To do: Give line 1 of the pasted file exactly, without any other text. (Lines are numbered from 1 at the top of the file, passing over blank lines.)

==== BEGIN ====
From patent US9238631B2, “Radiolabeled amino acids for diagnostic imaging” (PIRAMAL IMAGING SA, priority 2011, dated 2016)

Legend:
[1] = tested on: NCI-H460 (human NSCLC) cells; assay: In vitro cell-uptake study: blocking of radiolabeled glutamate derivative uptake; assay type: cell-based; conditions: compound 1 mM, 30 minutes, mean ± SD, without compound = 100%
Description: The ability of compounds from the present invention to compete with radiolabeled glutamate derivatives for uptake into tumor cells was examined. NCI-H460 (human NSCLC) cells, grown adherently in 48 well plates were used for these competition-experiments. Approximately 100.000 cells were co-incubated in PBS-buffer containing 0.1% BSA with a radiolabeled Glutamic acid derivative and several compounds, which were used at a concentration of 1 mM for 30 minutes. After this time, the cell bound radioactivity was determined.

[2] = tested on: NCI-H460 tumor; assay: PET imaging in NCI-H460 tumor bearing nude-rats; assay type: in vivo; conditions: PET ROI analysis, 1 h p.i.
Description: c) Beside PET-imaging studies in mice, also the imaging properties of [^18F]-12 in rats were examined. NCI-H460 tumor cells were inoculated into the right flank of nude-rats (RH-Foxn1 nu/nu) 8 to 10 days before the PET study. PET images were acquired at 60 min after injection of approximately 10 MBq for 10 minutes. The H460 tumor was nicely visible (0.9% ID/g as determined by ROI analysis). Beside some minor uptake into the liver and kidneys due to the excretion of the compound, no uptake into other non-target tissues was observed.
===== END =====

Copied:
From patent US9238631B2, “Radiolabeled amino acids for diagnostic imaging” (PIRAMAL IMAGING SA, priority 2011, dated 2016)